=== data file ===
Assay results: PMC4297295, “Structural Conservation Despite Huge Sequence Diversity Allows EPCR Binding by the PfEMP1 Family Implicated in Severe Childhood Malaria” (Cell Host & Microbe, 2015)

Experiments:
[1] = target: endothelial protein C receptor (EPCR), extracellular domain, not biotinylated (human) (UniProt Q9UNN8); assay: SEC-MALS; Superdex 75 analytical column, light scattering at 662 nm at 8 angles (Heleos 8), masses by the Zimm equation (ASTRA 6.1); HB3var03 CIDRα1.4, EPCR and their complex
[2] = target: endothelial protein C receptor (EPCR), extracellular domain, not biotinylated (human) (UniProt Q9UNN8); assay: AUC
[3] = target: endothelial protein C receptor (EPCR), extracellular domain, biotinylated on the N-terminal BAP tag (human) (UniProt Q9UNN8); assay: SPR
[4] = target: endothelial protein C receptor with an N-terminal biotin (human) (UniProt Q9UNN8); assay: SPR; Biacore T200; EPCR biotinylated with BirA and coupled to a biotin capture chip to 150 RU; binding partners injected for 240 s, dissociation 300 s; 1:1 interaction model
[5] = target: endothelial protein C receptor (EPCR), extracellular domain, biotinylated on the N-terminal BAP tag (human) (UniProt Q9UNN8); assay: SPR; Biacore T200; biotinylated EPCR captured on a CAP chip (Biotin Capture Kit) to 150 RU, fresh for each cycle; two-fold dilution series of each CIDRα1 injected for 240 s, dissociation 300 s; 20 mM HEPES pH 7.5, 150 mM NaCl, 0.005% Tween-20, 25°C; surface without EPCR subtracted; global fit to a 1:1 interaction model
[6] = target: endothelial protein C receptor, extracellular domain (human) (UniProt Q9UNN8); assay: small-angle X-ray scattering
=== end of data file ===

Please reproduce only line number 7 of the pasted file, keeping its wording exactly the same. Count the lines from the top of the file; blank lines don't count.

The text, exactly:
[5] = target: endothelial protein C receptor (EPCR), extracellular domain, biotinylated on the N-terminal BAP tag (human) (UniProt Q9UNN8); assay: SPR; Biacore T200; biotinylated EPCR captured on a CAP chip (Biotin Capture Kit) to 150 RU, fresh for each cycle; two-fold dilution series of each CIDRα1 injected for 240 s, dissociation 300 s; 20 mM HEPES pH 7.5, 150 mM NaCl, 0.005% Tween-20, 25°C; surface without EPCR subtracted; global fit to a 1:1 interaction model